• RFC 5015
  • Traditional Sparse Mode forms two trees.
    • Unidirectional SPT from source to RP
    • Undirectional shared tree from RP to receivers.
  • Results in (*,G) and (S,G) control plane.
    • Doesn’t scale well.
  • Bidirectional PIM solves this by only allowing the Shared Tree (*,G) and never a SPT (S,G).
  • Operations:
    • Define an RP and group range as bidirectional.
      • Stops formation of (S,G) for range.
    • Build single (*,G) tree towards RP
      • Traffic flows upstream from source to RP
      • Traffic flows downstream from R to receivers
    • Removes PIM Register process
      • Traffic from sources always flow to RP.
    • Uses Designated Forwarder for loop prevention.
  • Bidir Designated Forwarder:
    • One DF is elected per PIM segment
      • Lowest metric to RP wins.
      • Highest IP in tie.
    • Only DF can forward traffic upstream towards RP.
    • All other interfaces in OIL are downstream facing.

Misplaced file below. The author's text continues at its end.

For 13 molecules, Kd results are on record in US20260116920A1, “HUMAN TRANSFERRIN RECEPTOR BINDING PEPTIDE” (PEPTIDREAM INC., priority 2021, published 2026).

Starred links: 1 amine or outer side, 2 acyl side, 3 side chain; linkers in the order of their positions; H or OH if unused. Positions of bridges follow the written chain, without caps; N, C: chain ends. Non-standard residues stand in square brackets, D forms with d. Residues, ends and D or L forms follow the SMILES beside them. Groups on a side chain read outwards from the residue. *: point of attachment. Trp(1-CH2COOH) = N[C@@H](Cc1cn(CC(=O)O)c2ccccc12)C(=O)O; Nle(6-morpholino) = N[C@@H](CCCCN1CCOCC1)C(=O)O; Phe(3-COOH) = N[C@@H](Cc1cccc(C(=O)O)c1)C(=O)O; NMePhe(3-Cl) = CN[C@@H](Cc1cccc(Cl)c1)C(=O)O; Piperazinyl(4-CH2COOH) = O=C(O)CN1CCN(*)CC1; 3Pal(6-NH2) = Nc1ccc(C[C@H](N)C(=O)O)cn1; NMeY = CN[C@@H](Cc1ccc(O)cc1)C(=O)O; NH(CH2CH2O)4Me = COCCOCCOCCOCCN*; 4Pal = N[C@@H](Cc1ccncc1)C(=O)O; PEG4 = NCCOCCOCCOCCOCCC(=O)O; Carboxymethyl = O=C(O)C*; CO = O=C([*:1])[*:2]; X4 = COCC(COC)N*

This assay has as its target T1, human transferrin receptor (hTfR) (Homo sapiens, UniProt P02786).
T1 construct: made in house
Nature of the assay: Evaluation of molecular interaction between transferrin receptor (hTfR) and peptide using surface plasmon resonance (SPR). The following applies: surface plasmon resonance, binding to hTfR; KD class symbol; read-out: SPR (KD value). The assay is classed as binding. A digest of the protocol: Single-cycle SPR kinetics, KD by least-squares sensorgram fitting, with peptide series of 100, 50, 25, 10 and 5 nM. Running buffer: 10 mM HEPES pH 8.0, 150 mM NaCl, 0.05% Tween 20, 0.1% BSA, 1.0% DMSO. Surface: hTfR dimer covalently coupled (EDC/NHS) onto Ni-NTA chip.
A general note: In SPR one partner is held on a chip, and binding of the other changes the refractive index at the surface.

• Removes the need for RPF check.
      • Due to this all routers must agree on Bidir or loops can occur.


In this topology we’re going to setup R1 as the Rendezvous Point.

Bidirectional PIM first needs to be enabled globally, and then added on to the rp-address command. This needs to get turned on for every router in the path.

Now on R8 we’re going to join a group.

After the group Join reached the RP, R1 now sees the receiver/(*,G).

We’re going to now setup a continuous ping on R9 to the group address and see what the mroute shows on R1.

Which is still only showing the (*,G) because this is Bidirectional PIM. The full SPT does not exist, will not form.

Entire goal is to reduce the number of senders in the Multicast Table.

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